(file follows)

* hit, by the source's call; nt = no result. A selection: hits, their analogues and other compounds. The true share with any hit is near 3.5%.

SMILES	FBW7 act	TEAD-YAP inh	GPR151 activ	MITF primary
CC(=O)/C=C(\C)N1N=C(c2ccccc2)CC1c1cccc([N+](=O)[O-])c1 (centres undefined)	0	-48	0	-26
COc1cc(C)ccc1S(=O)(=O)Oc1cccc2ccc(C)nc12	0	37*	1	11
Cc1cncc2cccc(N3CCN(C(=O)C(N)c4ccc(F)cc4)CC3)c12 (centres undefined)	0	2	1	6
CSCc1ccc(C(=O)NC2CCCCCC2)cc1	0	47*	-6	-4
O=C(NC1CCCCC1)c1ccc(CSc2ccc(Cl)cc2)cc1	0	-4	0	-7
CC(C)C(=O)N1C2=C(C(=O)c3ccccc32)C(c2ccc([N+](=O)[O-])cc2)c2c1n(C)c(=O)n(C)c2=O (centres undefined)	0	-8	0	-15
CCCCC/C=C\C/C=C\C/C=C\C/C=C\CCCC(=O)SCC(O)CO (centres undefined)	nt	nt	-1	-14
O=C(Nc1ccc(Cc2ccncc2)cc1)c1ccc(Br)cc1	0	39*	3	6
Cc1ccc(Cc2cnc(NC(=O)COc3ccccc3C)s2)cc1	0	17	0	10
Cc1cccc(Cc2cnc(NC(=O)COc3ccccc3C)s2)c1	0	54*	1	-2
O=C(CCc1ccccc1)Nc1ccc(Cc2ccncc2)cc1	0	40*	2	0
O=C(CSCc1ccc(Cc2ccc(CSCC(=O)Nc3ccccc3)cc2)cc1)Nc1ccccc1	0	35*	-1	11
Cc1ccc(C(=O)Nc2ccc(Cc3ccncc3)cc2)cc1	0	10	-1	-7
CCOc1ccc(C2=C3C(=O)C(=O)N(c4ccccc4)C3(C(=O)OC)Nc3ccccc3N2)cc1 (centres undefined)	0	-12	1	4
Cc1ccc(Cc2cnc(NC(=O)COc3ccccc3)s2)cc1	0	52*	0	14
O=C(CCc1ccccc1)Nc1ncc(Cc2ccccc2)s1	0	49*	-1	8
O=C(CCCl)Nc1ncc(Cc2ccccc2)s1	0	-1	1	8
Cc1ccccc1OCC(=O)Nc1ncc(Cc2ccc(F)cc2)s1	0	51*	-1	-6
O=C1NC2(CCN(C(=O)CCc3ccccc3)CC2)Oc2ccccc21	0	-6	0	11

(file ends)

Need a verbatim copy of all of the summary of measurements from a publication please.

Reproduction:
* hit, by the source's call; nt = no result. A selection: hits, their analogues and other compounds. The true share with any hit is near 3.5%.

SMILES	FBW7 act	TEAD-YAP inh	GPR151 activ	MITF primary
CC(=O)/C=C(\C)N1N=C(c2ccccc2)CC1c1cccc([N+](=O)[O-])c1 (centres undefined)	0	-48	0	-26
COc1cc(C)ccc1S(=O)(=O)Oc1cccc2ccc(C)nc12	0	37*	1	11
Cc1cncc2cccc(N3CCN(C(=O)C(N)c4ccc(F)cc4)CC3)c12 (centres undefined)	0	2	1	6
CSCc1ccc(C(=O)NC2CCCCCC2)cc1	0	47*	-6	-4
O=C(NC1CCCCC1)c1ccc(CSc2ccc(Cl)cc2)cc1	0	-4	0	-7
CC(C)C(=O)N1C2=C(C(=O)c3ccccc32)C(c2ccc([N+](=O)[O-])cc2)c2c1n(C)c(=O)n(C)c2=O (centres undefined)	0	-8	0	-15
CCCCC/C=C\C/C=C\C/C=C\C/C=C\CCCC(=O)SCC(O)CO (centres undefined)	nt	nt	-1	-14
O=C(Nc1ccc(Cc2ccncc2)cc1)c1ccc(Br)cc1	0	39*	3	6
Cc1ccc(Cc2cnc(NC(=O)COc3ccccc3C)s2)cc1	0	17	0	10
Cc1cccc(Cc2cnc(NC(=O)COc3ccccc3C)s2)c1	0	54*	1	-2
O=C(CCc1ccccc1)Nc1ccc(Cc2ccncc2)cc1	0	40*	2	0
O=C(CSCc1ccc(Cc2ccc(CSCC(=O)Nc3ccccc3)cc2)cc1)Nc1ccccc1	0	35*	-1	11
Cc1ccc(C(=O)Nc2ccc(Cc3ccncc3)cc2)cc1	0	10	-1	-7
CCOc1ccc(C2=C3C(=O)C(=O)N(c4ccccc4)C3(C(=O)OC)Nc3ccccc3N2)cc1 (centres undefined)	0	-12	1	4
Cc1ccc(Cc2cnc(NC(=O)COc3ccccc3)s2)cc1	0	52*	0	14
O=C(CCc1ccccc1)Nc1ncc(Cc2ccccc2)s1	0	49*	-1	8
O=C(CCCl)Nc1ncc(Cc2ccccc2)s1	0	-1	1	8
Cc1ccccc1OCC(=O)Nc1ncc(Cc2ccc(F)cc2)s1	0	51*	-1	-6
O=C1NC2(CCN(C(=O)CCc3ccccc3)CC2)Oc2ccccc21	0	-6	0	11